One of the most memorable Christmases retired Navy Capt. James Kessler of Placerville ever experienced was the one he missed in 1943.
Thank you for reading the MtDemocrat.com digital edition. In order to continue reading this story please choose one of the following options.
If you are a current subscriber and wish to obtain access to MtDemocrat.com, please select the Subscriber Verification option below. If you already have a login, please select "Login" at the lower right corner of this box.
Special Introductory Offer
For a short time we will be offering a discount to those who call us in order to obtain access to MtDemocrat.com and start your print subscription. Our customer support team will be standing by Monday through Friday, 8am to 5pm to assist you.
If you are not a current subscriber and wish not to take advantage of our special introductory offer, please select the $12 monthly option below to obtain access to MtDemocrat.com and start your online subscription
On Dec. 24 of that year the USS Boise, the cruiser on which Kessler, now 91, was serving, crossed the International Dateline near Samoa.
Kessler recalled learning about the International Dateline in elementary school in Birmingham, Ala. His teacher had told them about a ship that had missed Christmas by crossing the International Date Line on Christmas Eve.
“I felt real sorry for those unfortunate people who had missed Christmas. After all that time, I remembered learning about the International Date Line and hearing that story. Little did I imagine that I would someday miss Christmas the same way,” Kessler said.
But in 1943, it was all in a day’s work.
In 1944, off the coast of the Philippines, Christmas was almost missed, or rather, almost destroyed.
It had been a good Christmas Day, as Kessler and some shipmates were allowed to go to shore on Leyte Island, where they toured a Philippine village that had been left intact.
“But when we came back to the ship, we had just sat down at the tables for a dinner of roast turkey when Kamikaze planes filled the sky. General quarters was sounded and we had to man our battle stations.”
It was the first time the crew on the Boise had faced the suicidal Kamikaze pilots.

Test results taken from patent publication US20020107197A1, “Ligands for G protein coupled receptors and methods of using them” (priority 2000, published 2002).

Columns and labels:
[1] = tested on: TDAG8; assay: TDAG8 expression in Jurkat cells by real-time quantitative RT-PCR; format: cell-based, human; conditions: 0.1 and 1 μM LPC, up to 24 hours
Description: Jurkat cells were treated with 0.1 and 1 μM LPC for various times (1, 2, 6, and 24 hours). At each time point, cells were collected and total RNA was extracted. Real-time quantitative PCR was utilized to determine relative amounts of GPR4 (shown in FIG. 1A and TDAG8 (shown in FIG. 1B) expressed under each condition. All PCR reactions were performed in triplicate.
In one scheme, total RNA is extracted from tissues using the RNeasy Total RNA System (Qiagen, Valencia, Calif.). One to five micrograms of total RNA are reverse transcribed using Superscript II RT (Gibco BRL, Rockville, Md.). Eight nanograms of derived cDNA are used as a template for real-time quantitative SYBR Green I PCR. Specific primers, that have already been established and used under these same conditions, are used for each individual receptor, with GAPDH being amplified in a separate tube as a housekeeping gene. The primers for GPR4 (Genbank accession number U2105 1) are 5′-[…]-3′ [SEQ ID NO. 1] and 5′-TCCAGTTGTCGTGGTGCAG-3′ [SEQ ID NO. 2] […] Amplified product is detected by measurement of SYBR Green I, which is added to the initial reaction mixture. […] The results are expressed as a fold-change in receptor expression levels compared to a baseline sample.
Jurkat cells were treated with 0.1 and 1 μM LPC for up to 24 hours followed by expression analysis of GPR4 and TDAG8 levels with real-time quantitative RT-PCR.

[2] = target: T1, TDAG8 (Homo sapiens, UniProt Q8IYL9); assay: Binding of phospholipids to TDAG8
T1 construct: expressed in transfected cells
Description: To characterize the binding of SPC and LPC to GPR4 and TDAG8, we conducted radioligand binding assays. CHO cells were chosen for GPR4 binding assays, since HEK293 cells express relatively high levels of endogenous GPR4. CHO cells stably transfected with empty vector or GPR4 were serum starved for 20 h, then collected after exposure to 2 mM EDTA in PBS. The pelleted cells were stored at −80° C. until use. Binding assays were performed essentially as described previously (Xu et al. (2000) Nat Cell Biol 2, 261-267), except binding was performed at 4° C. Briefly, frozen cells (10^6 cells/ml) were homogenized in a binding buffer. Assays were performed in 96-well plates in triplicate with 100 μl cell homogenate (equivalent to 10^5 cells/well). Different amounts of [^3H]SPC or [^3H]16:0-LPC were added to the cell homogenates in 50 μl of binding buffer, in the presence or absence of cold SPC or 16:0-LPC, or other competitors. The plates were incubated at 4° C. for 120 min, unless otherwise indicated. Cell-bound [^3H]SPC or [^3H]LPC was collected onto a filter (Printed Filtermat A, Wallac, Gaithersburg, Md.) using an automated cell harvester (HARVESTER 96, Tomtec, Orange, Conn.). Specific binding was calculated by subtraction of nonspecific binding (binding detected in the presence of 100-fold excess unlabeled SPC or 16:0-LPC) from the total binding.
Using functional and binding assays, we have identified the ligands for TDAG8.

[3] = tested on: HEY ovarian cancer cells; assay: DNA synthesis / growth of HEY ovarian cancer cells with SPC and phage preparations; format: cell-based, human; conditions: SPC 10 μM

After a few hours the crew again sat down, another raid came. Some three hours later, the sailors ate a turkey dinner that was as cold as their fear.
It was the first time that Kessler had experienced a full-fledged attack, and he couldn’t help but remember what President Roosevelt called “the date that would go down in infamy.”
When Pearl Harbor was attacked on Dec. 7, 1941, Kessler was attending Spring Hill College, a Jesuit university in Mobile, Ala., where he was studying to become an accountant.
“I was helping other students move chairs in the gymnasium. A student came in and said that he had just heard on the radio that the Japanese had just bombed Pearl Harbor. None of us had ever heard of such a place and accused him of pulling another Orson Welles (fake broadcast of an invasion by Martians),” said Kessler.
When the students completed their work in the gym, they returned to the dormitory and found out that the bombing had actually taken place.
“Like other men of my age I was filled with patriotism and anxious to do my military duty. My first inclination was to enlist in the Army like some of my classmates, but Father Smith, the president of Spring Hill College, held a general assembly and cautioned us not to make a quick decision.”
Kessler had already been aware of the Navy V-7 program, for which he had applied in 1940. He was accepted, but his father insisted that he complete his college education.
“My father reasoned that that once training had started that candidates would be retained on active duty because the war in Europe was raging. This actually did happen to the people who were in the program,” said Kessler.
In January 1942 Kessler again applied for the V-7 Program and was accepted. He graduated in May 1942, but still had not received his orders for active duty. As it turned out, he reported to Midshipman School at Columbia University in New York on Dec. 7, 1942, exactly a year after the Pearl Harbor attack.
A meeting in Newport
When Kessler met his future wife Elizabeth, she was a WAVE. Stationed in Newport, R.I., Kessler went to Boston on leave. He and Elizabeth began dating, and eventually got married.
One of their two sons, John graduated from the Maritime Academy in 1969, the same year that his father retired from the Navy.
The Navy changed Kessler’s life forever, and he never regretted not becoming an accountant. As a navigator in the U.S. Navy, his life altered course dramatically. Kessler had the opportunity to see the entire world, a feat that may not have occurred in the world of numbers.
A fortunate ship
After successfully completing Midshipman School, Kessler was assigned to the USS Boise, a light cruiser. The officer said that Kessler was lucky that he had orders to the most famous ship in the Navy.
“I asked him why it was famous and he asked me if I ever read the newspaper or magazines because the ship’s story was widely published, but I hadn’t seen a magazine or newspaper for months. He said that the USS Boise sank three Japanese cruisers and three destroyers, but was heavily damaged during the battle,” Kessler said.
Kessler’s roommate received orders to a sub chaser school, and Kessler didn’t see his roommate until 18 months later in the Pacific when he brought his ship alongside the Boise to request bread and water.
Maneuvers of war
The USS Boise spent 35 months overseas during the 44 months that World War 11 lasted. She operated in the Netherlands East Indies in 1941-42, the Pacific area in 1942, the Mediterranean in 1943 and again in the Pacific in 1944-45. While in combat zones, the Boise underwent numerous air raids but was not damaged by bombs or Kamikazes.